A new year is so nubile and tender I can hardly stand to wake to it, part of the new beginning of things. Our Canadian season of winter, just revving up, is harsh and grating, part of the apocalyptic side of new life.
In our daily life we meet people who have been abused, degraded regularly even in their own families. We may not know how but most around us have known some kind of apocalyptic experience. We know people who have been raped, people who live in fear, people whose anger easily boils into fiery irritation. Some folks are jerked around by a their own bodies, mind or skin by disease, psychosis or rot. I live in amazement that human society flows along as smoothly as it does, surprised when every day our banks don’t crumble, schools don’t fall apart and, I daren’t say, churches disintegrate, because being in one I know many are close to it. My fear sometimes makes me wish for a sense of delusion.
Meanwhile, I have talked through Christmas about the new life heralded in the Christ Child, then a few months later, in early spring, the horrific crucifixion of that grown child’s life, then the miraculous, awesome continuation — in fact, inspiration — of Christ’s spirit in community. Am I silly to tell myself these stories, as I have again and again for almost 60 years?
I do see new life and resurrection. It is those same people whose bruises and wounds I have mentioned who are the ones who not only carry on with jobs that make the world go around but turn their hearts to the deeper work of healing the world; the ones who share their gifts selflessly; the ones who are poor, tired and worn out but who stoop to pick up another, smile, or sit and listen; the ones who find joy in spending time with those who cannot easily find social groups to belong in; the ones who understand pain, poverty or loss, and enter those places again with others to be a living witness to the possibility of life; the ones who have been maimed by life who though struggling still find some hope and share it. It is not just in the rich giving to the poor but the many sharing life and the warmth of friendship and care. It is a vulnerable way to be, tender, like a new child, fearsome to enter, because it demands that we question the harshness, not of winter, but of ourselves and each other.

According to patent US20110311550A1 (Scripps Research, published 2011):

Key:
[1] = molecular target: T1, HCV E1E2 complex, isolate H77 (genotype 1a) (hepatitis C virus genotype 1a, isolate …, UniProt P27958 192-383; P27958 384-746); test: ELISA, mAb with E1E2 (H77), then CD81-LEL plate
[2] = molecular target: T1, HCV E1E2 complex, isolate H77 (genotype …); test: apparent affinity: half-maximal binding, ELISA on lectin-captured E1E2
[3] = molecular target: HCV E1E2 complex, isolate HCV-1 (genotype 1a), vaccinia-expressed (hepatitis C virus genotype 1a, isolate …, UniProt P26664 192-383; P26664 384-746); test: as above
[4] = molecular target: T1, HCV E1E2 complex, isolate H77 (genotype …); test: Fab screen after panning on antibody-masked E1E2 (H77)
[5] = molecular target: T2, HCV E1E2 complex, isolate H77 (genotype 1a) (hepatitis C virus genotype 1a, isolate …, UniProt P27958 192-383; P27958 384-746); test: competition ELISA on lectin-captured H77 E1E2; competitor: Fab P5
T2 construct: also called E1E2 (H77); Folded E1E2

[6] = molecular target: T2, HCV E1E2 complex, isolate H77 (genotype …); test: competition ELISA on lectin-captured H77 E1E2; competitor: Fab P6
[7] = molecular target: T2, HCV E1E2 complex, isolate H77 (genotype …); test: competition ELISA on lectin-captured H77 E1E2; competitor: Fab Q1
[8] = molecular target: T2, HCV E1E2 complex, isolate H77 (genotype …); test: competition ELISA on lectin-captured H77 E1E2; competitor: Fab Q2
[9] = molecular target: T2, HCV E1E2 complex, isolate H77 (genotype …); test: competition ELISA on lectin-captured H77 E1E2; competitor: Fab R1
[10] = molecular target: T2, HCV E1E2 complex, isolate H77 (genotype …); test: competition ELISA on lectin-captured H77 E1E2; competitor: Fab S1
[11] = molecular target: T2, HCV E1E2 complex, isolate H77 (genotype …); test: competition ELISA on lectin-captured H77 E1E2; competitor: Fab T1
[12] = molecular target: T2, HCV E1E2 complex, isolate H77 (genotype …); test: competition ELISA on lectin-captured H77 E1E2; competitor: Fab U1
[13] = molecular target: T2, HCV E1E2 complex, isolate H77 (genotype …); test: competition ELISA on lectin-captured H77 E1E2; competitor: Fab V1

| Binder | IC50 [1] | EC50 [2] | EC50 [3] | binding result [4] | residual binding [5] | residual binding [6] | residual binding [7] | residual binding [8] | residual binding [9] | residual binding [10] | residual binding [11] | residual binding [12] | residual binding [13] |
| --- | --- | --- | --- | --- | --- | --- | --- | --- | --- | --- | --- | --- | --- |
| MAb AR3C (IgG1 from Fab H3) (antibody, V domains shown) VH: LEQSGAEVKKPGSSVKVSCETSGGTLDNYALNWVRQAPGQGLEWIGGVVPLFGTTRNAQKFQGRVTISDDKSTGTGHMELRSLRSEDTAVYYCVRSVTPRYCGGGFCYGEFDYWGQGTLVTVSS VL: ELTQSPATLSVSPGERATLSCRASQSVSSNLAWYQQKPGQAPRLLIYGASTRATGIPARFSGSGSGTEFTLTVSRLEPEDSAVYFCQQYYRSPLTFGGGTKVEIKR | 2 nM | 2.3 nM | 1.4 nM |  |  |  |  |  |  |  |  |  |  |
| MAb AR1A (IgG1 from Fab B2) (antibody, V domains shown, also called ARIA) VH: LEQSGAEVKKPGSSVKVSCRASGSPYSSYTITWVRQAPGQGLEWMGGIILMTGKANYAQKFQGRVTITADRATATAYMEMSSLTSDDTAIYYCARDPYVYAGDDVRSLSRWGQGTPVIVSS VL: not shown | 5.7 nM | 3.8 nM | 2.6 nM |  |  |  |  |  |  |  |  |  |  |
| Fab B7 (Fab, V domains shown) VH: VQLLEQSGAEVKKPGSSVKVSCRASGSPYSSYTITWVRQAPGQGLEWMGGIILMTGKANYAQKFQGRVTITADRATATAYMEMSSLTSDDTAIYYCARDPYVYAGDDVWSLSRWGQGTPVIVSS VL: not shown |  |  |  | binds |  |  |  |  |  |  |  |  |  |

We have seen the Christmas story and the crucifixion among us, true. Lest we be deluded, Canadians are not the gentlest culture. We do not have to treat each other as harshly as we do on the street, school or in family. We can still keep reaching for more tender and caring ways to act and be. We don’t have to be Christian to do that, which may or may not help depending on the group, the persons in it, the practices they promote or do not question. Life does not have to be a battleground of judgment about right and wrong. Can this be a compassionate place of curiosity, understanding, and courageous conversations? Courage means one can name offence without taking offence. Perhaps this is a child-like way to be — not childish and harsh.
We are in the tender days of the new year, and it could be a gentle new time. It depends on all of us, each one of us, no matter what our circumstances, nor the harshness of the weather. Open to grace right where you are.
Rev. Shelley Stickel-Miles is an ordained minister who works alongside all the delightful ministers at Trinity United Church in Creston.